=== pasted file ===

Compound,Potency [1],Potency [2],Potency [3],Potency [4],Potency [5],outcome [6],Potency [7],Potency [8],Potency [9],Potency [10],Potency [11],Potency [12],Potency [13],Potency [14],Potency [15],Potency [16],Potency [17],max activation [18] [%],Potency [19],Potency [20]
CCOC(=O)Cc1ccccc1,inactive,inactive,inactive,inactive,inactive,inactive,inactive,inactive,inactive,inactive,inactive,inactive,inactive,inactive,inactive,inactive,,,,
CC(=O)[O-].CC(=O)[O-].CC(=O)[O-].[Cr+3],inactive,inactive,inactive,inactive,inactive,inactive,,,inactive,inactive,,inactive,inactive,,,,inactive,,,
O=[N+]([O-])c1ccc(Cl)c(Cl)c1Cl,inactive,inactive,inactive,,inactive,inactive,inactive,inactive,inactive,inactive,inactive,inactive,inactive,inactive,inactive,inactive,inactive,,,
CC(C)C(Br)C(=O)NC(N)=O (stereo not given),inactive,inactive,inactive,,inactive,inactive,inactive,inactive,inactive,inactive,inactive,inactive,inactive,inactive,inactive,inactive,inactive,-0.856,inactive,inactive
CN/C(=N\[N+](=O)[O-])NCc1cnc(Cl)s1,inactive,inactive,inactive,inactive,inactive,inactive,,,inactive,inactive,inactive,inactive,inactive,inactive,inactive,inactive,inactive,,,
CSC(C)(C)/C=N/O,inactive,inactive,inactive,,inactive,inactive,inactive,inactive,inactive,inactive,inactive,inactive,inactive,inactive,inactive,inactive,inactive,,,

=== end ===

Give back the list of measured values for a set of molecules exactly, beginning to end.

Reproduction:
Compound,Potency [1],Potency [2],Potency [3],Potency [4],Potency [5],outcome [6],Potency [7],Potency [8],Potency [9],Potency [10],Potency [11],Potency [12],Potency [13],Potency [14],Potency [15],Potency [16],Potency [17],max activation [18] [%],Potency [19],Potency [20]
CCOC(=O)Cc1ccccc1,inactive,inactive,inactive,inactive,inactive,inactive,inactive,inactive,inactive,inactive,inactive,inactive,inactive,inactive,inactive,inactive,,,,
CC(=O)[O-].CC(=O)[O-].CC(=O)[O-].[Cr+3],inactive,inactive,inactive,inactive,inactive,inactive,,,inactive,inactive,,inactive,inactive,,,,inactive,,,
O=[N+]([O-])c1ccc(Cl)c(Cl)c1Cl,inactive,inactive,inactive,,inactive,inactive,inactive,inactive,inactive,inactive,inactive,inactive,inactive,inactive,inactive,inactive,inactive,,,
CC(C)C(Br)C(=O)NC(N)=O (stereo not given),inactive,inactive,inactive,,inactive,inactive,inactive,inactive,inactive,inactive,inactive,inactive,inactive,inactive,inactive,inactive,inactive,-0.856,inactive,inactive
CN/C(=N\[N+](=O)[O-])NCc1cnc(Cl)s1,inactive,inactive,inactive,inactive,inactive,inactive,,,inactive,inactive,inactive,inactive,inactive,inactive,inactive,inactive,inactive,,,
CSC(C)(C)/C=N/O,inactive,inactive,inactive,,inactive,inactive,inactive,inactive,inactive,inactive,inactive,inactive,inactive,inactive,inactive,inactive,inactive,,,